Today is November 27 and the Navigate the Chaos question to consider is “how comfortable are you with ambiguity?” Learning to deal with uncertainty is an inherent part of being human and navigating the chaos of life. Ambiguity comes in many shapes and sizes from the trivial – like where to go to lunch – to the life-threatening – like a health scare with no clear solution. People who navigate the chaos learn, sometimes the hard way that life is often about not knowing and dealing with the delicious ambiguity of living.
American actress Gilda Radner and former professional poker player Annie Duke learned first-hand that life is often about not knowing. Radner wrote “I wanted a perfect ending. Now I have learned, the hard way, that some poems do not rhyme, and some stories don't have a clear beginning, middle, and end. Life is about not knowing, having to change, taking the moment, and making the best of it, without knowing what is going to happen next. Delicious Ambiguity.”
Born on June 28, 1946, in Detroit, Michigan, Gilda Radner went on to star with close friend John Belushi on NBC's Saturday Night Live. Some of her most memorable characters were Roseanne Roseannadanna and Baba Wawa, and she won an Emmy Award for her work in 1978. Radner married fellow comedian Gene Wilder, whom she met on the set of the film Hanky Panky. She died of ovarian cancer in 1989, at 43 years of age.
Former professional poker player Annie Duke understands today’s strategy of navigating the chaos by getting comfortable not knowing where life will take you. Duke was one month away from defending her doctoral dissertation when she decided she no longer wished to pursue academia and left school to play professional poker. She holds a World Series of Poker (WSOP) gold bracelet from 2004 and used to be the leading money winner among women in WSOP history.
Duke won the 2004 World Series of Poker Tournament of Champions and the National Heads-Up Poker Championship in 2010. She has written a number of instructional books for poker players, including Decide to Play Great Poker and The Middle Zone, and she published her autobiography, How I Raised, Folded, Bluffed, Flirted, Cursed, and Won Millions at the World Series of Poker, in 2005. As Duke said “In life you never know where you’ll end up. You have to be comfortable not knowing where life is going. All we can do is learn how to make the best decisions in front of us and trust that over time the odds will be in our favor.”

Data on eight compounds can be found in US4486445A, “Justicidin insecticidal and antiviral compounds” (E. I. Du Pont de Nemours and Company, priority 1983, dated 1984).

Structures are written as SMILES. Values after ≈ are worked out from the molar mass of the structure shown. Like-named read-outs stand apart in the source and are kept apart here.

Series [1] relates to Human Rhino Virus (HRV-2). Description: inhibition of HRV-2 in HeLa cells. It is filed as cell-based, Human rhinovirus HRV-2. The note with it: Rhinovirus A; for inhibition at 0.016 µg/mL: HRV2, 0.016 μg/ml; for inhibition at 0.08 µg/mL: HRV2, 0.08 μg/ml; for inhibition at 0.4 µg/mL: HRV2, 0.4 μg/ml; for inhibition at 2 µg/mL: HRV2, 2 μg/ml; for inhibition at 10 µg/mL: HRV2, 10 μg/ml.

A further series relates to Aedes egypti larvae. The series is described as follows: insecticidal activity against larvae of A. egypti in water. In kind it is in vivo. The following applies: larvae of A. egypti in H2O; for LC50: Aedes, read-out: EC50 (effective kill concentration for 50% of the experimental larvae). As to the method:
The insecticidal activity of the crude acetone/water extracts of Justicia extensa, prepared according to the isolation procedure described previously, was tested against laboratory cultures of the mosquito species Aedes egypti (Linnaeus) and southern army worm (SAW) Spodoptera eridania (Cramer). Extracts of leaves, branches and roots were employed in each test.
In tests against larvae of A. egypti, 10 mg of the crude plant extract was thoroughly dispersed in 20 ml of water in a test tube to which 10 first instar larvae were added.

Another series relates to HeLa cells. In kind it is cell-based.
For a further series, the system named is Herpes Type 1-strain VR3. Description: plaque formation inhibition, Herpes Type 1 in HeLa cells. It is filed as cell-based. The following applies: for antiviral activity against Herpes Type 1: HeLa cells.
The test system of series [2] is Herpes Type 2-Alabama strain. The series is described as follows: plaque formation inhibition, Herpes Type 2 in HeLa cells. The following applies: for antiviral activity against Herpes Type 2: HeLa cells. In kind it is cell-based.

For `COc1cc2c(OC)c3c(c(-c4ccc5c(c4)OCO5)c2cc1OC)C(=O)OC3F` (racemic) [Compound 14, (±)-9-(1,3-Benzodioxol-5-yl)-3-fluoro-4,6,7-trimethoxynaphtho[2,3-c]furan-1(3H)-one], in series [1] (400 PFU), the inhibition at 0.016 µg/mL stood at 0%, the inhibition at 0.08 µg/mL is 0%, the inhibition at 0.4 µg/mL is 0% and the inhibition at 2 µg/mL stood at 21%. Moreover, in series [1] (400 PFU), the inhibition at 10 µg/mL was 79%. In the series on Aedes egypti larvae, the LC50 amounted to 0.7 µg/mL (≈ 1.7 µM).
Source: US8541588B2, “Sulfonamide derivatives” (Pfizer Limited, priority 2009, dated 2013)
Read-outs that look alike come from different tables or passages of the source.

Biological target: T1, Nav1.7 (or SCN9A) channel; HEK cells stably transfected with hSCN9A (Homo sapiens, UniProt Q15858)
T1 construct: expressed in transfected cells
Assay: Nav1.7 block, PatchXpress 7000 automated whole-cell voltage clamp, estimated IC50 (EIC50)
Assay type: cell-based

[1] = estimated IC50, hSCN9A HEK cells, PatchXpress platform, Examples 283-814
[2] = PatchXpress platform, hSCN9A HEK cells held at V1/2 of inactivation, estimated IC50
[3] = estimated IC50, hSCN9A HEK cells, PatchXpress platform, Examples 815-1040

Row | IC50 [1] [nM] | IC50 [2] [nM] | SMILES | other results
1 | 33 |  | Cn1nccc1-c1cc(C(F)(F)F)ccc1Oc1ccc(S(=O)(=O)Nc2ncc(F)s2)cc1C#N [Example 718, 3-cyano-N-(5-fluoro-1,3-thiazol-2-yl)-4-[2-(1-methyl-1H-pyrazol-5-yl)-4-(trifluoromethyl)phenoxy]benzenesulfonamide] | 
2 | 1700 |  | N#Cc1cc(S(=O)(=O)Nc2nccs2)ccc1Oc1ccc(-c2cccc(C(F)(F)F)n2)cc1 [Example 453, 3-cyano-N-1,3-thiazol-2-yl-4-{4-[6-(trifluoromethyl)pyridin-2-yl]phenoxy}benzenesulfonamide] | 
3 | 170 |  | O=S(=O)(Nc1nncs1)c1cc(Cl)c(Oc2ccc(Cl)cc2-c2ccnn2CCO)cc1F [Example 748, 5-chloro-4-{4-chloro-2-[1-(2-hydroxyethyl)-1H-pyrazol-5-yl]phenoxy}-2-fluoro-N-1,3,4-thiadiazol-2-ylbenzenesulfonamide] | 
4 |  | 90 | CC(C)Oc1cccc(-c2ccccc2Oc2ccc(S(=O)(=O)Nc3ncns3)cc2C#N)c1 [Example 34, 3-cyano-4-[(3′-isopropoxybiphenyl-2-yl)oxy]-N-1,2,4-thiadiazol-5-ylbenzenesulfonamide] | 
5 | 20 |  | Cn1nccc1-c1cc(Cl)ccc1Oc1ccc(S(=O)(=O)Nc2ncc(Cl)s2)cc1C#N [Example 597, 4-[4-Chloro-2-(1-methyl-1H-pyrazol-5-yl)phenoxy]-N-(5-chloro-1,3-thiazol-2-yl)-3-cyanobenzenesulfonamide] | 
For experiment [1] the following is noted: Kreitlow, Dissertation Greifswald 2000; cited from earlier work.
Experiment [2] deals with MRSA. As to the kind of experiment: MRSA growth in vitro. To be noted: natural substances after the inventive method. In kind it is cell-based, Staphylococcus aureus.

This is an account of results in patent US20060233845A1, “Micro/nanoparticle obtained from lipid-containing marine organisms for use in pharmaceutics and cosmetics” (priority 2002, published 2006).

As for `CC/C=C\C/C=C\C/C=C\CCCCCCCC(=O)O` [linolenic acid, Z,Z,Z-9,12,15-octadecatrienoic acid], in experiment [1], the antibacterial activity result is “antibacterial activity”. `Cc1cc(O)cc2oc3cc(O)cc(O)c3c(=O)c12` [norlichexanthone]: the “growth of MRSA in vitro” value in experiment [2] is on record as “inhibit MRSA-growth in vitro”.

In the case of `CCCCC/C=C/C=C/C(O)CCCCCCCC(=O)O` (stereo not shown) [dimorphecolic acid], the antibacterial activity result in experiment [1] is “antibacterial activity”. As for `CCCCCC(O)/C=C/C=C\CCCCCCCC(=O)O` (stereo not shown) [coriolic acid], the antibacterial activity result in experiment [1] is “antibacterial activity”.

In his October 21, 2020, Psychology Today article "How Well Do You Deal With Ambiguity?" Leon F. Seltzer commented on ambiguity and noted “What worked in the past may not work now, so past solutions may need to be reevaluated. Moreover, most problems have more than a single solution, so if one’s best judgment is to be available, it’s necessary not merely to remain flexible but calm, unshaken, and open as well (i.e., your thinking isn’t controlled by your anxiety). And, too, it’s possible that before you can even act on your chosen solution the situation, which you’ve been closely monitoring, has changed. Even beyond these considerations, those comfortable with uncertainty realize how convoluted reality can be—as in good persons sometimes act badly (and the reverse also being true).”
Leaders who are able to deal with ambiguity can effectively cope with change, shift gears comfortably, decide and act without having the total picture, and are able to navigate risk and uncertainty. Those with a strong ability to deal with ambiguity are often described as adaptable, flexible, and comfortable with uncertainty. They can operate with confidence to make decisions or move forward, even without all the information, because they have built their understanding
How often are you focused on wanting a perfect ending?
Since your life has probably not been as perfect as you would have hoped for, what does that tell you about embracing ambiguity?
Can you accept the fact that ‘some poems do not rhyme, and some stories don't have a clear beginning, middle, and end?’
How often do you remind yourself that ‘life is about not knowing, having to change, taking the moment, and making the best of it, without knowing what is going to happen next?’
How often do you challenge yourself to be comfortable not knowing where life is going?
How often do you ‘learn how to make the best decisions in front of you and trust that over time the odds will be in your favor?’
How often do you change gears when dealing with the ambiguity of life?
How often can you move forward amidst the ambiguity?
How often do you accept the realization that ‘what worked in the past may not work now so past solutions need to be reevaluated?’
How often do you remind yourself there is often more than a single solution to any one problem?
How often do you remind yourself how convoluted reality is?